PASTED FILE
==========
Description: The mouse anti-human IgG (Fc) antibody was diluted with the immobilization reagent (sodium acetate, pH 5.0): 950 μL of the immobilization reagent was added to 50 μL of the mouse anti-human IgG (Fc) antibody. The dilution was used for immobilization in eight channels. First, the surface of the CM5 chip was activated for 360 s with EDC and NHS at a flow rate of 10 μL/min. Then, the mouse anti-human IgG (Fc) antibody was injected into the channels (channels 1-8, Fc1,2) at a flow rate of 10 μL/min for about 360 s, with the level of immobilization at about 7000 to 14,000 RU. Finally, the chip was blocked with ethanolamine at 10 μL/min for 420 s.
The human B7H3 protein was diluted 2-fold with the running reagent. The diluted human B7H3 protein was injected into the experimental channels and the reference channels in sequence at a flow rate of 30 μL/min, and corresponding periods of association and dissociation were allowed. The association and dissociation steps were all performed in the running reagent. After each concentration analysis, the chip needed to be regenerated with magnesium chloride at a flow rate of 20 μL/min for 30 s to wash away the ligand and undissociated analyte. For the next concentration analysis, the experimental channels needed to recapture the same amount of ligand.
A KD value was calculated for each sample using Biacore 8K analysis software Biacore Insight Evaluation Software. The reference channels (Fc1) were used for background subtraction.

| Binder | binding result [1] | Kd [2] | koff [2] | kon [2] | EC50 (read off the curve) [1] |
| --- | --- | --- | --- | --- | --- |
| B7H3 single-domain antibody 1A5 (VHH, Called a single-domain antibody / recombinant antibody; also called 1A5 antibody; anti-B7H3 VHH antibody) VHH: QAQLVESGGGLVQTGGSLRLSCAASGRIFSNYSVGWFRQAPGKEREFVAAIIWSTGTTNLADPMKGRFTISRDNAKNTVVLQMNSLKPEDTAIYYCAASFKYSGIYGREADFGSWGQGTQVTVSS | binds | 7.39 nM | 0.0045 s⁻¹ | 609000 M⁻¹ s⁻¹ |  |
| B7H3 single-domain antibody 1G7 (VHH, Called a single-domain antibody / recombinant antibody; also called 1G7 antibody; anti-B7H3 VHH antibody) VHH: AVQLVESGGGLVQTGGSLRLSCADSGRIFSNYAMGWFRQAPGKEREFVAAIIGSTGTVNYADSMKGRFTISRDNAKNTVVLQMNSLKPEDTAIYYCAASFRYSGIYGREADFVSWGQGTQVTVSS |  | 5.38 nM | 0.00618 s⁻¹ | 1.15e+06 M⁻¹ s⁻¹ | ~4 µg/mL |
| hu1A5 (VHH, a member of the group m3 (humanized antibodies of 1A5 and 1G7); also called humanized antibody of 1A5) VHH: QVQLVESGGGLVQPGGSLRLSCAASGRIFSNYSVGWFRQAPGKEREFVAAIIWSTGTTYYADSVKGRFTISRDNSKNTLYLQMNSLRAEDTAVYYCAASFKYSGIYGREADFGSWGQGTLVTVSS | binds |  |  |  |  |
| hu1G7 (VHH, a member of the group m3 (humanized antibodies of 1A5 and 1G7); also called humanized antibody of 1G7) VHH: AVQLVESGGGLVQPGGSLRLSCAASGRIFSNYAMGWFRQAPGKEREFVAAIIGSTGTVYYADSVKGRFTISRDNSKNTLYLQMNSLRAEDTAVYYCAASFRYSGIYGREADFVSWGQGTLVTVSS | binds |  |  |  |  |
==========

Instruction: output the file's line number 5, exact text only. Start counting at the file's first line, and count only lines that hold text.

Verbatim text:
| --- | --- | --- | --- | --- | --- |